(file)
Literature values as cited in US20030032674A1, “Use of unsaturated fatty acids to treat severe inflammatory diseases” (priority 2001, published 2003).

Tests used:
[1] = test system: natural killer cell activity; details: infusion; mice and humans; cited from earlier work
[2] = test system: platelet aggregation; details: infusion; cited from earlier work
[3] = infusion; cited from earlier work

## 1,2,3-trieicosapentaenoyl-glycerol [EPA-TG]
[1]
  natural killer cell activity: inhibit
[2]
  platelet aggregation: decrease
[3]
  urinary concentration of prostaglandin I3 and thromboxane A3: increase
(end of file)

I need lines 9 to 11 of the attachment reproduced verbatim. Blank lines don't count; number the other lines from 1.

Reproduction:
[2]
  platelet aggregation: decrease
[3]